"Kenya has given thorough consideration to the infrastructure that will be necessary should the country decide to proceed with the development of a national nuclear power programme," said Jose Bastos, leader of a 10-member International Atomic Energy Agency (IAEA) Integrated Nuclear Infrastructure Review (INIR) at the end of an eight-day visit. The team also made recommendations and suggestions to help the country as it further develops its nuclear infrastructure.
Kenya's National Economic and Social Council recommended in 2010 that Kenya should start using nuclear power by 2020 to meet its growing electricity demand, and the same year the Kenyan Ministry of Energy established a nuclear electricity project committee. This subsequently became the Kenya Nuclear Electricity Board (KNEB), mandated with fast-tracking the development of nuclear electricity generation in Kenya with a mission to promote "safe and secure application of nuclear technology" for sustainable electricity generation and distribution.
Earlier this year IAEA director general Yukiya Amano said supporting Africa was a high priority and INIR missions form part of that support. The INIR team highlighted Kenya's progress in capacity building and stakeholder involvement, and in reviewing infrastructure requirements in a comprehensive manner. Areas for further action identified by the mission include establishing the key goals and requirements to guide the nuclear power programme, and setting up the necessary legal and regulatory framework.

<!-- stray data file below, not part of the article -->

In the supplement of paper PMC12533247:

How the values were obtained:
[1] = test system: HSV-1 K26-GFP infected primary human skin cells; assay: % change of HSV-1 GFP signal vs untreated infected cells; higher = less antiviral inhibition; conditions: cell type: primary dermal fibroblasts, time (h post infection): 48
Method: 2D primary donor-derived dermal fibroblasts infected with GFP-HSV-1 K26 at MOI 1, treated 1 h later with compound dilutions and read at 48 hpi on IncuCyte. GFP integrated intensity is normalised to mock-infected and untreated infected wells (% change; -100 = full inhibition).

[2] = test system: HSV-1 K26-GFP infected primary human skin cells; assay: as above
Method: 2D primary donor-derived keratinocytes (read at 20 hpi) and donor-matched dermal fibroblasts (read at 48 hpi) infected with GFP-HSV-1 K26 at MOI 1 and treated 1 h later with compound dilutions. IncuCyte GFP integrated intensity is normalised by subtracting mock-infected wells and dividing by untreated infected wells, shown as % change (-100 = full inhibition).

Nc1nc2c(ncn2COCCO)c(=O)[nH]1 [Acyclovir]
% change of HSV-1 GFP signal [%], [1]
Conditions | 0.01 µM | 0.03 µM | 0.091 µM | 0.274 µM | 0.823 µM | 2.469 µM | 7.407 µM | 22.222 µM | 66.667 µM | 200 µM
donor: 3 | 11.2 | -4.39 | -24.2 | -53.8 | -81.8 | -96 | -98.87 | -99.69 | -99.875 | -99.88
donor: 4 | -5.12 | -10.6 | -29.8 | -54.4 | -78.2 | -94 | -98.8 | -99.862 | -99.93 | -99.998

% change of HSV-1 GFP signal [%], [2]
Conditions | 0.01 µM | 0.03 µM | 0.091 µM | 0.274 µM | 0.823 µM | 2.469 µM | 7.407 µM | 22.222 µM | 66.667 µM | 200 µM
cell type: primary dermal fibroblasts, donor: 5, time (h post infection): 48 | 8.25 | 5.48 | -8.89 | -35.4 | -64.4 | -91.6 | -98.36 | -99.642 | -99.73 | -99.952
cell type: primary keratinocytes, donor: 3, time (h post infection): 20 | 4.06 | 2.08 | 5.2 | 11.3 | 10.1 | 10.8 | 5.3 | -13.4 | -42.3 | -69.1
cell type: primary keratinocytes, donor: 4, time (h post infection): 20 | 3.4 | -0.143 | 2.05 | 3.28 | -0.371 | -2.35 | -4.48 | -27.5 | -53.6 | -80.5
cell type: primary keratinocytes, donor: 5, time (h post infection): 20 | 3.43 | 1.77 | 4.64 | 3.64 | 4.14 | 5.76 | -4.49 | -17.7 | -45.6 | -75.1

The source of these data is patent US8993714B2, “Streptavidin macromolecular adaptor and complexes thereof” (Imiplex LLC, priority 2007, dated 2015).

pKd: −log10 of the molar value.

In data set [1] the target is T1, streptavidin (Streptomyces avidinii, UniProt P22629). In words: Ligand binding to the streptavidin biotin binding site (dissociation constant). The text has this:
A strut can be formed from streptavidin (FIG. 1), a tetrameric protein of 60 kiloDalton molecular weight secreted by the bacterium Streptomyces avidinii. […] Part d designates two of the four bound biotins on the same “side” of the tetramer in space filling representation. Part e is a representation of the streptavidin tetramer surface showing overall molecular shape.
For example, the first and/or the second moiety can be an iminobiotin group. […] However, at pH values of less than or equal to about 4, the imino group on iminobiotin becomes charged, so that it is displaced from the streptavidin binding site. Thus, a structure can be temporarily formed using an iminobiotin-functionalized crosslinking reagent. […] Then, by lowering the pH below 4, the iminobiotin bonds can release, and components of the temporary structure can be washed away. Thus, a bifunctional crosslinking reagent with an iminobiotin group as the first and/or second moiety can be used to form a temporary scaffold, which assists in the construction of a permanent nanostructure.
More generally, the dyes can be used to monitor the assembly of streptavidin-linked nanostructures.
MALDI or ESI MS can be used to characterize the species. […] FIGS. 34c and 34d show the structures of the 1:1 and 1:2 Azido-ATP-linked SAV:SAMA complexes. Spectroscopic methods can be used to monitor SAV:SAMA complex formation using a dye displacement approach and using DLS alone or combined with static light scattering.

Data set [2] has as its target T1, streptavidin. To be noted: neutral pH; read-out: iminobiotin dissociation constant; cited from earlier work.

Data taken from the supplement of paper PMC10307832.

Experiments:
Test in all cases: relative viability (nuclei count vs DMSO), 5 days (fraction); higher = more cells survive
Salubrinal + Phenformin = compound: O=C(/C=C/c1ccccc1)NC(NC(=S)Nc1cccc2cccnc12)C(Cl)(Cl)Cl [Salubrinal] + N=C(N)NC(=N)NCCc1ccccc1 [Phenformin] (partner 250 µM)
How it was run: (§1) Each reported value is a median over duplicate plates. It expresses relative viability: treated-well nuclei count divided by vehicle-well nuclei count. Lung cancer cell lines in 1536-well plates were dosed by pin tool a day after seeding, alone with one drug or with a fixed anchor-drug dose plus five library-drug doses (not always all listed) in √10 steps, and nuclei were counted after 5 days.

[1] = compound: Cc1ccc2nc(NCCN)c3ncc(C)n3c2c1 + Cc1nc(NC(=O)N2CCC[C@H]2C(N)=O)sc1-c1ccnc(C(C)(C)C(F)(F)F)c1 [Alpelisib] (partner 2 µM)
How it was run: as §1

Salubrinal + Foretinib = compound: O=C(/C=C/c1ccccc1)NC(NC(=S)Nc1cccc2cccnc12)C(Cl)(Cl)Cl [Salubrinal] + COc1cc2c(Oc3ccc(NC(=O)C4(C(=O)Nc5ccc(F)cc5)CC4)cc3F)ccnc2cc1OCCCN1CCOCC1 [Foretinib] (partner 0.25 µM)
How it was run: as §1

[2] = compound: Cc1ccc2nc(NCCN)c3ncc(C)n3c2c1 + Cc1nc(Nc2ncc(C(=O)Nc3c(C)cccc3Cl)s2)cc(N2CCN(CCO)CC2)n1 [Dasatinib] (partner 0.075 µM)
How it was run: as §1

KNEB CEO Ochilo Ayacko welcomed the team's findings. "This gives us the impetus to proceed to the next stages and gives the government a good framework of the actions and issues requiring further development," he said.
Energy and petroleum principal secretary Joseph Njoroge reiterated Kenya's commitment to launching a nuclear programme during the team's visit.
"Our energy demand in the next decade will be close to 50,000MWe. Our base sources such as geothermal, which is the base load, can only give us about 20,000MWe, we have almost exhausted the entire hydro potential and that means we have to diversify. Developed nations all have nuclear energy as a key source."
In February 2014, Kenya's government confirmed proposals for public-private financing to launch a nuclear energy programme with outline plans for the first of four 1000MWe reactors to enter service by 2022. Later that year, Ayacko said the USA and South Korea had offered "capacity building assistance" for development of a civil nuclear power programme. Under Kenya's Vision 2030 blueprint, KNEB will be transformed into a 'Nuclear Electricity Corporation', charged with "fast-tracking development of nuclear electricity generation in order to enhance the production of affordable and reliable electricity".